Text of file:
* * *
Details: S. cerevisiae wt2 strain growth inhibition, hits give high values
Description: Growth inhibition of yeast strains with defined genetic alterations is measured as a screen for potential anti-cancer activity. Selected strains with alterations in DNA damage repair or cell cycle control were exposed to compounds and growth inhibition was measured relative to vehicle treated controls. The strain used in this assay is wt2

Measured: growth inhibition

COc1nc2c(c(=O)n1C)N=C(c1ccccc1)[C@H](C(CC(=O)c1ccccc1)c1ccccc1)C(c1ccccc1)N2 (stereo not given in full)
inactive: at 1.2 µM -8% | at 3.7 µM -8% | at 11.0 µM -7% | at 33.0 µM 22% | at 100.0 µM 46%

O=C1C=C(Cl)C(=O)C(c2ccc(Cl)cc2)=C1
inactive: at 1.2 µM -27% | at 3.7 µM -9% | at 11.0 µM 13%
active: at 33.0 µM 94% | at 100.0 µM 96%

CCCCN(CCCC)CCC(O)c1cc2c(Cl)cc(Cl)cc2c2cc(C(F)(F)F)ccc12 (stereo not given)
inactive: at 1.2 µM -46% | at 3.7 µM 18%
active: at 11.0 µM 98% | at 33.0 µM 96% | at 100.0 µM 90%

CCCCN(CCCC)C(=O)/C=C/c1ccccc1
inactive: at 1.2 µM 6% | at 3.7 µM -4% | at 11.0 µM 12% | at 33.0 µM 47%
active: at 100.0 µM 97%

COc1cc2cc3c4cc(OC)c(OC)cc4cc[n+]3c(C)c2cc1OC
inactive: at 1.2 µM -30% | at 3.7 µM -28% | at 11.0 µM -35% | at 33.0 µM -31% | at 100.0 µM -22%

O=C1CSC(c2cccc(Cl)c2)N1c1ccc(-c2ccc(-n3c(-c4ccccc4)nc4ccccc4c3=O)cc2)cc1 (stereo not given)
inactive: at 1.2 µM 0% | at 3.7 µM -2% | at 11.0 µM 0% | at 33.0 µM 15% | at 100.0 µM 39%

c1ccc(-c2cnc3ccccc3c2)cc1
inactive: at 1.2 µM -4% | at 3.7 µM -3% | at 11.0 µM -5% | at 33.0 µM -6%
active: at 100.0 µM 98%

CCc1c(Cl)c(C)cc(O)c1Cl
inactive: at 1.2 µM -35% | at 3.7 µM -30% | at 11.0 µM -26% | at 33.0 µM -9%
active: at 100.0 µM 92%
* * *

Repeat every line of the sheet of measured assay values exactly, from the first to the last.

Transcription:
Details: S. cerevisiae wt2 strain growth inhibition, hits give high values
Description: Growth inhibition of yeast strains with defined genetic alterations is measured as a screen for potential anti-cancer activity. Selected strains with alterations in DNA damage repair or cell cycle control were exposed to compounds and growth inhibition was measured relative to vehicle treated controls. The strain used in this assay is wt2

Measured: growth inhibition

COc1nc2c(c(=O)n1C)N=C(c1ccccc1)[C@H](C(CC(=O)c1ccccc1)c1ccccc1)C(c1ccccc1)N2 (stereo not given in full)
inactive: at 1.2 µM -8% | at 3.7 µM -8% | at 11.0 µM -7% | at 33.0 µM 22% | at 100.0 µM 46%

O=C1C=C(Cl)C(=O)C(c2ccc(Cl)cc2)=C1
inactive: at 1.2 µM -27% | at 3.7 µM -9% | at 11.0 µM 13%
active: at 33.0 µM 94% | at 100.0 µM 96%

CCCCN(CCCC)CCC(O)c1cc2c(Cl)cc(Cl)cc2c2cc(C(F)(F)F)ccc12 (stereo not given)
inactive: at 1.2 µM -46% | at 3.7 µM 18%
active: at 11.0 µM 98% | at 33.0 µM 96% | at 100.0 µM 90%

CCCCN(CCCC)C(=O)/C=C/c1ccccc1
inactive: at 1.2 µM 6% | at 3.7 µM -4% | at 11.0 µM 12% | at 33.0 µM 47%
active: at 100.0 µM 97%

COc1cc2cc3c4cc(OC)c(OC)cc4cc[n+]3c(C)c2cc1OC
inactive: at 1.2 µM -30% | at 3.7 µM -28% | at 11.0 µM -35% | at 33.0 µM -31% | at 100.0 µM -22%

O=C1CSC(c2cccc(Cl)c2)N1c1ccc(-c2ccc(-n3c(-c4ccccc4)nc4ccccc4c3=O)cc2)cc1 (stereo not given)
inactive: at 1.2 µM 0% | at 3.7 µM -2% | at 11.0 µM 0% | at 33.0 µM 15% | at 100.0 µM 39%

c1ccc(-c2cnc3ccccc3c2)cc1
inactive: at 1.2 µM -4% | at 3.7 µM -3% | at 11.0 µM -5% | at 33.0 µM -6%
active: at 100.0 µM 98%

CCc1c(Cl)c(C)cc(O)c1Cl
inactive: at 1.2 µM -35% | at 3.7 µM -30% | at 11.0 µM -26% | at 33.0 µM -9%
active: at 100.0 µM 92%